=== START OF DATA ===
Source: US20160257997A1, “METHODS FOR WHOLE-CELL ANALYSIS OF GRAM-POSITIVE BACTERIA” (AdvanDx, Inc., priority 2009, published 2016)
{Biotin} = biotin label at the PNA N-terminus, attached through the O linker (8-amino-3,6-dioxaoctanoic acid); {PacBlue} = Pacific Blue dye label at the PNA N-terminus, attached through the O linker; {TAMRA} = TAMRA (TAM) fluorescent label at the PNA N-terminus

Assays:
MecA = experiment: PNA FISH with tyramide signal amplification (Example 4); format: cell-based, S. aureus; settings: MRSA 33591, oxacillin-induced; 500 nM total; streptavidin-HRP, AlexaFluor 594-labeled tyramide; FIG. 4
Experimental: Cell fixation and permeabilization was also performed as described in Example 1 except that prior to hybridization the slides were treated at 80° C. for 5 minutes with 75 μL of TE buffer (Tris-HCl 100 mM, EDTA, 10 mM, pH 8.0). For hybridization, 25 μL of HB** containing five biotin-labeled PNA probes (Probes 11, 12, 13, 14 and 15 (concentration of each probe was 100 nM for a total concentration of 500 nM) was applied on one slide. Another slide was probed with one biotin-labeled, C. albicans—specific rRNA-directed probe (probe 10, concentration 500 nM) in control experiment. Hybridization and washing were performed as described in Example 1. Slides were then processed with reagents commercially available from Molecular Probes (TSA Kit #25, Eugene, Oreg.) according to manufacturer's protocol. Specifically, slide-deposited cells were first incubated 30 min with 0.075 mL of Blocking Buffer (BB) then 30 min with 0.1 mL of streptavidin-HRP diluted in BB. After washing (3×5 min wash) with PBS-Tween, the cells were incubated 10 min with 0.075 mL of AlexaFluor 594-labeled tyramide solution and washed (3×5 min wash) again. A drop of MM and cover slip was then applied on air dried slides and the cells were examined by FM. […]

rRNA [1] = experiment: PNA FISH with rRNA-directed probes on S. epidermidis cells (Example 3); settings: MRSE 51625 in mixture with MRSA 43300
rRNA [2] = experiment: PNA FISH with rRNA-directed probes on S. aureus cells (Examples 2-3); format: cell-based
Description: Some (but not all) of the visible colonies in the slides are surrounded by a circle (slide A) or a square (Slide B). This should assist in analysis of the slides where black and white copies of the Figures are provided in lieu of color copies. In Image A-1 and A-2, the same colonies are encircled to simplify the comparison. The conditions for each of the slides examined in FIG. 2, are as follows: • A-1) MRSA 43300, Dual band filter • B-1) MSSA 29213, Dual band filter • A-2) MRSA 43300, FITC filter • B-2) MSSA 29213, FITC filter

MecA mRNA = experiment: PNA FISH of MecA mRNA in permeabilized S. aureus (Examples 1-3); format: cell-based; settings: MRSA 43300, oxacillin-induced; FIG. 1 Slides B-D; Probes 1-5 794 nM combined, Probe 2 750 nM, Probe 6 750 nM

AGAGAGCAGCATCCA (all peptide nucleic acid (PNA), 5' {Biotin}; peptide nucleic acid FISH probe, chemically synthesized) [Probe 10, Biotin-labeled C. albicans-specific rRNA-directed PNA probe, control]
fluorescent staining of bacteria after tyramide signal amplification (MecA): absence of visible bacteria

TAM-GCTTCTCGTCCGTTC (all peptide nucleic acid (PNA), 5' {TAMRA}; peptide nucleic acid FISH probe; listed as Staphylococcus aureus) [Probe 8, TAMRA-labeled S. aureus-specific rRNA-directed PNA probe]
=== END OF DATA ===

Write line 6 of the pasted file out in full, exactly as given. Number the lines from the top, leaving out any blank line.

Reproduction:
rRNA [1] = experiment: PNA FISH with rRNA-directed probes on S. epidermidis cells (Example 3); settings: MRSE 51625 in mixture with MRSA 43300